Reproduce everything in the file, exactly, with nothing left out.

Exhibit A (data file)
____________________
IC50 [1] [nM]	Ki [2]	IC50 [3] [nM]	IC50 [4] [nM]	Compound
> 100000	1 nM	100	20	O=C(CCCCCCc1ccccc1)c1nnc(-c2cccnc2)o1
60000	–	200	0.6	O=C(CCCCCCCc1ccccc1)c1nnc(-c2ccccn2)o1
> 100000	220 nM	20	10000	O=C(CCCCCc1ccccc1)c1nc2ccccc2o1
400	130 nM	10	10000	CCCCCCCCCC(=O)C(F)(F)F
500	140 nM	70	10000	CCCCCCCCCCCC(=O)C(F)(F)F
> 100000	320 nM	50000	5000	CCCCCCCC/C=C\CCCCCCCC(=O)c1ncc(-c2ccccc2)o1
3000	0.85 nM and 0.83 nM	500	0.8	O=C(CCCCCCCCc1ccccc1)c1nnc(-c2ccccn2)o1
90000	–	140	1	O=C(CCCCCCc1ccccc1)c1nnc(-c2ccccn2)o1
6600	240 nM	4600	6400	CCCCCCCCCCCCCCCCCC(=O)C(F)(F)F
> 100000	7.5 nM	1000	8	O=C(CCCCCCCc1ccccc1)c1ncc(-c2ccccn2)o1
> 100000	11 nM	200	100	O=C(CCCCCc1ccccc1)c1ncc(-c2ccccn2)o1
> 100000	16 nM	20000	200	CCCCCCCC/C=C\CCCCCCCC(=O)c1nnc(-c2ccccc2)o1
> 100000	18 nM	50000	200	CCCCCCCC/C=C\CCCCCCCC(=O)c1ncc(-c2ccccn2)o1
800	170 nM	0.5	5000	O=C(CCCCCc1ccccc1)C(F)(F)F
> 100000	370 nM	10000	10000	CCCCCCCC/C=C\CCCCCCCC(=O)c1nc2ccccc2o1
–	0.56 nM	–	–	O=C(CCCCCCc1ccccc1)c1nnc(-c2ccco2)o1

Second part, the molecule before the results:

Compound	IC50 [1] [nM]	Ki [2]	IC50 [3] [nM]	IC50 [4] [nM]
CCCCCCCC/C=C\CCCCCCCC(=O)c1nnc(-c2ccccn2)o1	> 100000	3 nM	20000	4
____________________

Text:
IC50 [1] [nM]	Ki [2]	IC50 [3] [nM]	IC50 [4] [nM]	Compound
> 100000	1 nM	100	20	O=C(CCCCCCc1ccccc1)c1nnc(-c2cccnc2)o1
60000	–	200	0.6	O=C(CCCCCCCc1ccccc1)c1nnc(-c2ccccn2)o1
> 100000	220 nM	20	10000	O=C(CCCCCc1ccccc1)c1nc2ccccc2o1
400	130 nM	10	10000	CCCCCCCCCC(=O)C(F)(F)F
500	140 nM	70	10000	CCCCCCCCCCCC(=O)C(F)(F)F
> 100000	320 nM	50000	5000	CCCCCCCC/C=C\CCCCCCCC(=O)c1ncc(-c2ccccc2)o1
3000	0.85 nM and 0.83 nM	500	0.8	O=C(CCCCCCCCc1ccccc1)c1nnc(-c2ccccn2)o1
90000	–	140	1	O=C(CCCCCCc1ccccc1)c1nnc(-c2ccccn2)o1
6600	240 nM	4600	6400	CCCCCCCCCCCCCCCCCC(=O)C(F)(F)F
> 100000	7.5 nM	1000	8	O=C(CCCCCCCc1ccccc1)c1ncc(-c2ccccn2)o1
> 100000	11 nM	200	100	O=C(CCCCCc1ccccc1)c1ncc(-c2ccccn2)o1
> 100000	16 nM	20000	200	CCCCCCCC/C=C\CCCCCCCC(=O)c1nnc(-c2ccccc2)o1
> 100000	18 nM	50000	200	CCCCCCCC/C=C\CCCCCCCC(=O)c1ncc(-c2ccccn2)o1
800	170 nM	0.5	5000	O=C(CCCCCc1ccccc1)C(F)(F)F
> 100000	370 nM	10000	10000	CCCCCCCC/C=C\CCCCCCCC(=O)c1nc2ccccc2o1
–	0.56 nM	–	–	O=C(CCCCCCc1ccccc1)c1nnc(-c2ccco2)o1

Second part, the molecule before the results:

Compound	IC50 [1] [nM]	Ki [2]	IC50 [3] [nM]	IC50 [4] [nM]
CCCCCCCC/C=C\CCCCCCCC(=O)c1nnc(-c2ccccn2)o1	> 100000	3 nM	20000	4